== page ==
Is Dollarama (TSX:DOL) a Safe Haven for the Recession?

Dollarama (TSX:DOL) is well positioned for a potential recession.

| More on:
Question marks in a pile

Image source: Getty Images

Dollarama (TSX:DOL), the discount retailer, could be in a favourable position if the national economy dips. Here’s why this relatively safe growth asset should be on your radar in 2022. 

Recession risks

Economists across the world expect a recession. In fact, economic growth has already slowed down in the U.S., which is Canada’s largest trading partner. In July, RBC put the odds of a recession in Canada at 90%. Other forecasts range from 25% to 50%. 

Put simply, no one knows if a recession is imminent or how severe the next downturn could be. The best thing for investors to do is seek out assets that are likely to be resilient to an economic downturn. 

This resilience usually comes from a combination of pricing power, market dominance, competitive advantage, and robust demand. Dollarama doesn’t have all factors, but it does have a competitive advantage and robust demand. 

Dollarama’s advantages

Dollarama’s low costs are a competitive advantage. It is Canada’s largest discount retailer. That means consumers turn to any of its 1,421 outlets for bargains when they cut back on spending. 

This year, more households have tightened their purse strings, as inflationary pressures have accumulated. Everything from fuel to food and rent is much more expensive, while companies have started layoffs and reduced bonuses. Coupled with a lack of government stimulus, consumers are facing a stressful period. 

Dollarama’s low sticker prices are attractive in this environment. Much of its merchandise is priced around $1 or $2. Essential items such as gardening tools, party decorations, and cleaning supplies at these prices are highly attractive. Recently, the company expanded its product mix to include items priced up to $5. This strategic move should have a noticeable impact on same-store sales and total revenue in 2022. 

Valuation

Dollarama stock is up 30% year to date. Compare that to the S&P/TSX Composite Index’s -5.75% over the same period. This outperformance could continue, as Dollarama adds more sales and retains margins in the second half of the year. 

For now, the stock trades at just 35 times earnings per share. In its most recent quarter, the company’s sales grew 12.4% while net income soared by 28%. Based on these figures, Dollarama stock seems to be trading at a forward price-to-earnings-growth ratio of 0.90.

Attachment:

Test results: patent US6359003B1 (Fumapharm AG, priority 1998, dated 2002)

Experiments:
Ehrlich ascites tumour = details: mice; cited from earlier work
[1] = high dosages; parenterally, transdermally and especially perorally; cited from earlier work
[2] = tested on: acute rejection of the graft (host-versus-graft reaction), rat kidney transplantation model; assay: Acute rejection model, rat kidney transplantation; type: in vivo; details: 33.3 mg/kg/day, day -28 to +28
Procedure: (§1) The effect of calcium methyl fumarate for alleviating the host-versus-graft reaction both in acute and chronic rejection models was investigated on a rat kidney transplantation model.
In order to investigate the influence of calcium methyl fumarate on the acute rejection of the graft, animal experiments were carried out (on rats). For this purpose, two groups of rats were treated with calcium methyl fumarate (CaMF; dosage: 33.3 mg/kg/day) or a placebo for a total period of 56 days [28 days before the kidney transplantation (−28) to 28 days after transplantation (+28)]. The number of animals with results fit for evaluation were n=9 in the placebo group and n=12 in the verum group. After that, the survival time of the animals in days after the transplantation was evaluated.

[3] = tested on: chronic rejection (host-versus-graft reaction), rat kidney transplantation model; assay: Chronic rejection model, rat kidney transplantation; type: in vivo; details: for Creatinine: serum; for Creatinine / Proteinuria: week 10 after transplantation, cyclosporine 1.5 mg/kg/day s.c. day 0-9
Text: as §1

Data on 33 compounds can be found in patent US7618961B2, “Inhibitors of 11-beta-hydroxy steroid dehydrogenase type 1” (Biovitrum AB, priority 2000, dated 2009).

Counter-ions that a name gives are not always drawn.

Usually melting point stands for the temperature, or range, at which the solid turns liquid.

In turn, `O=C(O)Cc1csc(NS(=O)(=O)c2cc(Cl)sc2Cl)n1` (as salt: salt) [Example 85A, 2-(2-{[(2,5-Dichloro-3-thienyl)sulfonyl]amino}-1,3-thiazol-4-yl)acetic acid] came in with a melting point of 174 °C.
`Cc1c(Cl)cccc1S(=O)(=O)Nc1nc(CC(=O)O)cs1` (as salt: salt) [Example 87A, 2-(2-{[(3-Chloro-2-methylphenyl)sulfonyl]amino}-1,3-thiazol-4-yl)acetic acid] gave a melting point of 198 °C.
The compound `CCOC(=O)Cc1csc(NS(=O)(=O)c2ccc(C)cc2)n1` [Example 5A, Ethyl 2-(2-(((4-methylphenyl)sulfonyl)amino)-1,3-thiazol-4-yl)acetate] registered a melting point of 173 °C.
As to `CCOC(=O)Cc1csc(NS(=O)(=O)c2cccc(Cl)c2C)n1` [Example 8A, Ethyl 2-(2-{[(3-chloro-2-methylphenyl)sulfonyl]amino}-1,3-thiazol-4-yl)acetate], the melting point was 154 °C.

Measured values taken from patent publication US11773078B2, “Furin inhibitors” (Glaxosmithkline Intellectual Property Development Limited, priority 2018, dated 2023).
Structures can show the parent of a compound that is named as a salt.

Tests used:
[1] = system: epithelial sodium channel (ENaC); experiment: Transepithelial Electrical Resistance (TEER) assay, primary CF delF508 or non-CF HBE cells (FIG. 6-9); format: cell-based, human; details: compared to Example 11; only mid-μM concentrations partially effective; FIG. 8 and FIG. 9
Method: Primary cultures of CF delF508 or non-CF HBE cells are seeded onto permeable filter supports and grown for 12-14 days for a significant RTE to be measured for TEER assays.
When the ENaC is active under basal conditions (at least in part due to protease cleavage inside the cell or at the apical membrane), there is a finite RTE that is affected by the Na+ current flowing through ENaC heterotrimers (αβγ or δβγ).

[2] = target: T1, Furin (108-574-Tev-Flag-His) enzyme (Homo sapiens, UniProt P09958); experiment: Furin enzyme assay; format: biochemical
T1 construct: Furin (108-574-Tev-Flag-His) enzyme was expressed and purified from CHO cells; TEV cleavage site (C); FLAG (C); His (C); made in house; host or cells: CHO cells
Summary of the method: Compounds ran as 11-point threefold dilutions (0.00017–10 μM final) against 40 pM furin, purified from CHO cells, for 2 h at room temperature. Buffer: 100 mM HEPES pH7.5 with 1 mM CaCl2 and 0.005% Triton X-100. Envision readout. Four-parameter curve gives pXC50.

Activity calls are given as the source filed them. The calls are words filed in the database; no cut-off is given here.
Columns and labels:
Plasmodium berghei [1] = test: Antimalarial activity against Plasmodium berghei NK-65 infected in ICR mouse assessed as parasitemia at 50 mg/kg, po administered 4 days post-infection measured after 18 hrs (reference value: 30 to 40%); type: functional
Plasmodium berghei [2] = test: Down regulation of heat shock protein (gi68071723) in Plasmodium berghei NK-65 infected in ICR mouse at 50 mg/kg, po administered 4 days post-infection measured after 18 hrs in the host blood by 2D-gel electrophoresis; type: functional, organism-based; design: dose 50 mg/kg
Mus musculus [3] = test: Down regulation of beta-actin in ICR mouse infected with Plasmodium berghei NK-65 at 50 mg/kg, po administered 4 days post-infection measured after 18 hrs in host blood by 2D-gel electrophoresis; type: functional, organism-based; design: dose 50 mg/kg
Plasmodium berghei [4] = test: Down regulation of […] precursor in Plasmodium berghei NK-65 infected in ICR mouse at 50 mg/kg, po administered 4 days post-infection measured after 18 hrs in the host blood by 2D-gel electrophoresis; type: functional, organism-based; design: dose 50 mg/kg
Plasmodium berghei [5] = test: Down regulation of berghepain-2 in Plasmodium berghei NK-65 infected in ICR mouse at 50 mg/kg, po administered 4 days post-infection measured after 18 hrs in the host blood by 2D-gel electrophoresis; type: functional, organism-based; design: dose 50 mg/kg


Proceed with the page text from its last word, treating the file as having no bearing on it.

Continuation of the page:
Put simply, this growth stock is undervalued at the current market price. 

Bottom line

Canadians are already in economic distress. Inflation has reduced spending power. Meanwhile, economists at RBC believe a recession is highly likely. That could make matter worse. 

In this environment, consumers are likely to pivot to discount retailers that can offer low-cost alternatives to essential needs. Dollarama is perfectly positioned for such a pivot. Meanwhile, the stock is undervalued. Investors looking for a safe haven should keep an eye on this stock. 

This article represents the opinion of the writer, who may disagree with the “official” recommendation position of a Motley Fool premium service or advisor. We’re Motley! Questioning an investing thesis — even one of our own — helps us all think critically about investing and make decisions that help us become smarter, happier, and richer, so we sometimes publish articles that may not be in line with recommendations, rankings or other content.

Fool contributor Vishesh Raisinghani has no position in any of the stocks mentioned. The Motley Fool has no position in any of the stocks mentioned.

More on Investing

Money growing in soil , Business success concept.
Investing

2 Great Dividend-Growth Stocks to Stash in a TFSA for Decades

CN Rail (TSX:CNR) and another dividend grower look cheap enough to own in a TFSA value fund for the long…

Read more »

Canada day banner background design of flag
Retirement

Essential RRSP Stocks: 2 Canadian Picks to Secure Your Retirement

Two dividend stocks are ideal anchors for Canadians intending to contribute to their RRSPs in 2024 and save for retirement.

Read more »

A Canada Pension Plan Statement of Contributions with a 100 dollar banknote and dollar coins.
Retirement

5 Strategies for Maximizing Your CPP Benefits in 2024 and Beyond

Are you looking for the best way to max out your CPP benefits? Here are some tips you may not…

Read more »

Digital background depicting innovative technologies in (AI) artificial systems, neural interfaces and internet machine learning technologies
Tech Stocks

Better Artificial Intelligence Stock: UiPath vs. C3.ai

Deciding between UiPath and C3.ai isn't easy since both have strengths and weaknesses.

Read more »

data analyze research
Investing

The 1 Stock to Own in a Sideways Economy

Here's why Restaurant Brands (TSX:QSR) remains a top TSX stock investors shouldn't ignore for long-term gains in this market.

Read more »

Retirees sip their morning coffee outside.
Retirement

Here’s the Average RRSP Balance at Age 65 and 71 in Canada

Canadian investors can consider holding dividend stocks and supplement their CPP and RRSP payouts in retirement.

Read more »

Technology
Dividend Stocks

10 Years From Now, You’ll Be Glad You Bought These Magnificent TSX Dividend Stocks

The TSX is lucrative to buy these magnificent dividend stocks in bulk and be proud of this decision 10 years…

Read more »

sale discount best price
Energy Stocks

Time to Pounce: 1 Phenomenal TSX Stock That Hasn’t Been This Cheap in a While

Now could be the time to get into Cameco (TSX:CCO) stock, which is up 81% in the last year but…

Read more »